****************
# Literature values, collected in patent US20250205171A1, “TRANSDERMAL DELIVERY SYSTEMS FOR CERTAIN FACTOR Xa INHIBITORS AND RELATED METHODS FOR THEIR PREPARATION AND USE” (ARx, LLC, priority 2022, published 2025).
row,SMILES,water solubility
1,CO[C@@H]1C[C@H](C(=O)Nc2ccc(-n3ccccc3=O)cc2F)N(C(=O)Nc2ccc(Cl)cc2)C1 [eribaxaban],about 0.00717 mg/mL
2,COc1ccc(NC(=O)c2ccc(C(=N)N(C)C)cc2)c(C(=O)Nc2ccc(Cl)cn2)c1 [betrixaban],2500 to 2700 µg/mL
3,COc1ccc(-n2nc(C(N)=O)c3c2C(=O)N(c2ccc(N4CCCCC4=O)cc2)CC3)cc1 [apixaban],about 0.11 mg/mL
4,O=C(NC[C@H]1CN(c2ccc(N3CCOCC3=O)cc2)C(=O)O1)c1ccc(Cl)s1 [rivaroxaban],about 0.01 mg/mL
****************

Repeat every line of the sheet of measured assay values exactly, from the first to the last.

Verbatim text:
# Literature values, collected in patent US20250205171A1, “TRANSDERMAL DELIVERY SYSTEMS FOR CERTAIN FACTOR Xa INHIBITORS AND RELATED METHODS FOR THEIR PREPARATION AND USE” (ARx, LLC, priority 2022, published 2025).
row,SMILES,water solubility
1,CO[C@@H]1C[C@H](C(=O)Nc2ccc(-n3ccccc3=O)cc2F)N(C(=O)Nc2ccc(Cl)cc2)C1 [eribaxaban],about 0.00717 mg/mL
2,COc1ccc(NC(=O)c2ccc(C(=N)N(C)C)cc2)c(C(=O)Nc2ccc(Cl)cn2)c1 [betrixaban],2500 to 2700 µg/mL
3,COc1ccc(-n2nc(C(N)=O)c3c2C(=O)N(c2ccc(N4CCCCC4=O)cc2)CC3)cc1 [apixaban],about 0.11 mg/mL
4,O=C(NC[C@H]1CN(c2ccc(N3CCOCC3=O)cc2)C(=O)O1)c1ccc(Cl)s1 [rivaroxaban],about 0.01 mg/mL